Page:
Coronavirus Crisis Escalates, Shuts Down 'Mission Impossible' Filming

Tom Cruise returns as Ethan Hunt in "Mission Impossible: Fallout." (Paramount Pictures)

The stock market is tanking on news that COVID-19 is spreading around the world, and President Donald Trump is reportedly privately raging at staffers for their handling of the situation.

But the coronavirus plague has truly escalated into an international crisis by shutting down production on the latest "Mission Impossible" movie.

The coronavirus has surfaced in Italy, and Paramount Pictures has canceled a scheduled three-week shoot in Venice after the Italian government shut down the city's annual carnival celebrations.

Paramount issued a statement to The Hollywood Reporter: "Out of an abundance of caution for the safety and well-being of our cast and crew, and efforts of the local Venetian government to halt public gatherings in response to the threat of coronavirus, we are altering the production plan for our three-week shoot in Venice, the scheduled first leg of an extensive production for 'Mission: Impossible 7.' During this hiatus, we want to be mindful of the concerns of the crew and are allowing them to return home until production starts. We will continue to monitor this situation, and work alongside health and government officials as it evolves."

Obviously, with the upcoming June release of "Top Gun: Maverick," no one wants Tom Cruise to get sick and die from a modern-day plague. THR claims that the "Mission Impossible" star was never in Italy before the shoot, but the United Kingdom's Daily Mail claims that Cruise is "holed up" at the five-star Hotel Gritti Palace.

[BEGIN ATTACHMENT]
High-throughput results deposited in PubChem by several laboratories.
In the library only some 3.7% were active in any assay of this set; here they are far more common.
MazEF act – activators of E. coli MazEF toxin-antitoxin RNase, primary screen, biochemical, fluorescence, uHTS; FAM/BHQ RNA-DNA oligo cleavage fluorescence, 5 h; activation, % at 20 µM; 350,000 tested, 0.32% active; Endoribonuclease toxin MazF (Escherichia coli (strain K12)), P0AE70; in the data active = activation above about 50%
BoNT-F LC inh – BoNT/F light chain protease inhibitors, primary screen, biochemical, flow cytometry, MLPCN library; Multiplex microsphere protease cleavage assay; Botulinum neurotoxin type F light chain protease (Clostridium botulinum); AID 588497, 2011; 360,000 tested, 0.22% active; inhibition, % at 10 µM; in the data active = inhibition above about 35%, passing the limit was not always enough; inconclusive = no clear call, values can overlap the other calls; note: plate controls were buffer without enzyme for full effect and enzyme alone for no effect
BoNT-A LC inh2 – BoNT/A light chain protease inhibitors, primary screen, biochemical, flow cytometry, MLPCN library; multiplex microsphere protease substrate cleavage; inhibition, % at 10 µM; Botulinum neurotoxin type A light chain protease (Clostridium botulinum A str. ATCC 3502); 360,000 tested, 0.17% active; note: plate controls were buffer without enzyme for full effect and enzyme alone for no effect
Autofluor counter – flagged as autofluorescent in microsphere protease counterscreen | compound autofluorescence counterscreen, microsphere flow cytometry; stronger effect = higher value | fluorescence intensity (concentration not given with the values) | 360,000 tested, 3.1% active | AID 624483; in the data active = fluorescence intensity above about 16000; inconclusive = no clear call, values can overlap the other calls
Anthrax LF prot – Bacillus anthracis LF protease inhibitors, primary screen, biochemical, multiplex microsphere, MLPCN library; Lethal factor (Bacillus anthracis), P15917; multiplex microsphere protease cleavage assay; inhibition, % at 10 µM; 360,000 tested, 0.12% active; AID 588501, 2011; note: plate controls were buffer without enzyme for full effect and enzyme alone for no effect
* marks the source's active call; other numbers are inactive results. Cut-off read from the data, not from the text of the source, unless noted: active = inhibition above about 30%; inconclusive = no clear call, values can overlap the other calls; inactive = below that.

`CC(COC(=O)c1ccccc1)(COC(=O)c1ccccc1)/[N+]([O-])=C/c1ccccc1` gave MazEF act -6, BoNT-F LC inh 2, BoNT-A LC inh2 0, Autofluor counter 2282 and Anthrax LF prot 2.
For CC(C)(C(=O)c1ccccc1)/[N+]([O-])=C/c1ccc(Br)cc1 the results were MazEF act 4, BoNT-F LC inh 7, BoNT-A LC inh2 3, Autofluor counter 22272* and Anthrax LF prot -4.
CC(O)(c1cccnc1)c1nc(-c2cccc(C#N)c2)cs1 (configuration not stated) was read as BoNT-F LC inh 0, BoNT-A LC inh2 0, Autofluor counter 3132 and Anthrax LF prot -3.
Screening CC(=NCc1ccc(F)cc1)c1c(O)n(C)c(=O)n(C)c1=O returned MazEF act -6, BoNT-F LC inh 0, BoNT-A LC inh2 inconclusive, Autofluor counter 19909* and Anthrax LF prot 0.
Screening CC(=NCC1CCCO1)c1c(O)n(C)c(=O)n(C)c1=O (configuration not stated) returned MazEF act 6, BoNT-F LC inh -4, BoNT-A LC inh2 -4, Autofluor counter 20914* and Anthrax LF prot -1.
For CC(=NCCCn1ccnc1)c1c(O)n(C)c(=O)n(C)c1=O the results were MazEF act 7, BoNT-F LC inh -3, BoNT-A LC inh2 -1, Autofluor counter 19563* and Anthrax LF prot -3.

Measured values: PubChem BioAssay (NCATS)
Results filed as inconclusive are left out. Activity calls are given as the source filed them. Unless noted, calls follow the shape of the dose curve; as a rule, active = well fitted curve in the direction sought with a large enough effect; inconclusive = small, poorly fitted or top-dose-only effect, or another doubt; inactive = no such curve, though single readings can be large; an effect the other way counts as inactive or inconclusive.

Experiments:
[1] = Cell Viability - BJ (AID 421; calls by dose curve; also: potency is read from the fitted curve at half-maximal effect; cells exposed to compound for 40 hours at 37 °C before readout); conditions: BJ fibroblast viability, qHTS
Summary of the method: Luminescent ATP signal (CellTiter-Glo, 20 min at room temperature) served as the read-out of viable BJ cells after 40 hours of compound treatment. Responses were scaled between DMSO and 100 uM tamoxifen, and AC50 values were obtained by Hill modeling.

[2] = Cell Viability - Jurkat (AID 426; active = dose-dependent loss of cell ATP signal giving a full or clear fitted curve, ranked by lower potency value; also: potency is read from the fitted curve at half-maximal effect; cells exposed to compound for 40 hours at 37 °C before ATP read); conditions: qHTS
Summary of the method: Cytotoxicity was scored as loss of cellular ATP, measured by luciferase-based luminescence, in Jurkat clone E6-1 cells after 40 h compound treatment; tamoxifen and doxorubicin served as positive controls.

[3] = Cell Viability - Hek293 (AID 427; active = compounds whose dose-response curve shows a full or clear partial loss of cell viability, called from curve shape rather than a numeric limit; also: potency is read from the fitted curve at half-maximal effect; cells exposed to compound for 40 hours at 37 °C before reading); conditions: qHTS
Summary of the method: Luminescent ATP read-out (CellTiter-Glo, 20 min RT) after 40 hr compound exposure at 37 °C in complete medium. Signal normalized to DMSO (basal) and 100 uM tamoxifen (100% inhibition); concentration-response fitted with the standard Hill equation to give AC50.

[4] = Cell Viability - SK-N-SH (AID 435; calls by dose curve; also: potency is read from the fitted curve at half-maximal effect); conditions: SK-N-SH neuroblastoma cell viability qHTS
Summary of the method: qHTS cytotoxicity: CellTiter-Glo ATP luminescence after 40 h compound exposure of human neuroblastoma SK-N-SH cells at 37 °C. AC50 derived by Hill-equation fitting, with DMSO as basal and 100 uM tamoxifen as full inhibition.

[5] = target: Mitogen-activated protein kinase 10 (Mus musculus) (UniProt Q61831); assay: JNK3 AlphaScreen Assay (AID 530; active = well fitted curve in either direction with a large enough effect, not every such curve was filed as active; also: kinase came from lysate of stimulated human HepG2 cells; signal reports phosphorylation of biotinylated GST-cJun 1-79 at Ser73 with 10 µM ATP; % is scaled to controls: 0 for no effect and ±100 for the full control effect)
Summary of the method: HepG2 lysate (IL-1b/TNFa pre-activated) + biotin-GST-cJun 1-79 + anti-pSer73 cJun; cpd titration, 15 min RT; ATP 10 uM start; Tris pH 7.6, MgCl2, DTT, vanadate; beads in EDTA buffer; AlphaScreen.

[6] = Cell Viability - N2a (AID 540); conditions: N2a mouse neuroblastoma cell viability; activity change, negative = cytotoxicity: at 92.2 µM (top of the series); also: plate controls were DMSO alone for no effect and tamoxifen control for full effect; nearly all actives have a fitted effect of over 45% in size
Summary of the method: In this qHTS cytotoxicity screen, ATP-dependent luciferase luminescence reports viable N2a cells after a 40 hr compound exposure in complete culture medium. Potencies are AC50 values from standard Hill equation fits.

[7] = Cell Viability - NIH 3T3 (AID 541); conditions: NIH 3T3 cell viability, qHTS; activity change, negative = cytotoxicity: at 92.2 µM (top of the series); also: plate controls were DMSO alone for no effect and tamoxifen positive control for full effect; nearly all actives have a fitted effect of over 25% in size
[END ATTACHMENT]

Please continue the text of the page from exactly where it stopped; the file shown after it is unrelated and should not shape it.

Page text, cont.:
Admittedly, the Daily Mail doesn't have a spotless track record when it comes to publishing the facts, but it's hard to imagine the man who embodies Ethan Hunt and Pete "Maverick" Mitchell hiding out from a mere virus, no matter how lethal.

There are no details as to whether the Venice cancellation will impact the movie's scheduled release in July 2021. The Hollywood trade press declined to speculate, but the U.K. tabloid has all its warning sirens blaring when it comes to a delay.

If the movie's script was using the Venice carnival as a plot element similar to the way the last James Bond movie "Spectre" incorporated Mexico's Day of the Dead celebration, the crew may have to wait to return to Venice next year. 

Here's hoping that Tom Cruise and the rest of the cast and crew didn't encounter any coronavirus germs. We're four months and one day away from the June 26 release of "Top Gun: Maverick," and everyone needs Tom to be healthy and active on such an important day in Navy history.

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